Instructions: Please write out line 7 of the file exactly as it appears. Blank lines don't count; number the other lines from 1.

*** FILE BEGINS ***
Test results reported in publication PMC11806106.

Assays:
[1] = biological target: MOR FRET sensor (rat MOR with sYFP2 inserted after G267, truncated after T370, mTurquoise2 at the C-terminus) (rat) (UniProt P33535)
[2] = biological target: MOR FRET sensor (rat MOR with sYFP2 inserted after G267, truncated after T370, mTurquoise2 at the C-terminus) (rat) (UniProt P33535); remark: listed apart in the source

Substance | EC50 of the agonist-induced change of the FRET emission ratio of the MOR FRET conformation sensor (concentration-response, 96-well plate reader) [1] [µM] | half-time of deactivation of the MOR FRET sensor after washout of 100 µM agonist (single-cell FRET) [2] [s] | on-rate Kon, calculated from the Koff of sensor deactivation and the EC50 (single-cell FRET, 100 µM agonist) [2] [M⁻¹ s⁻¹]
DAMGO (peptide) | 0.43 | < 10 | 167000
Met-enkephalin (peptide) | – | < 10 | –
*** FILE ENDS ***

Met-enkephalin (peptide) | – | < 10 | –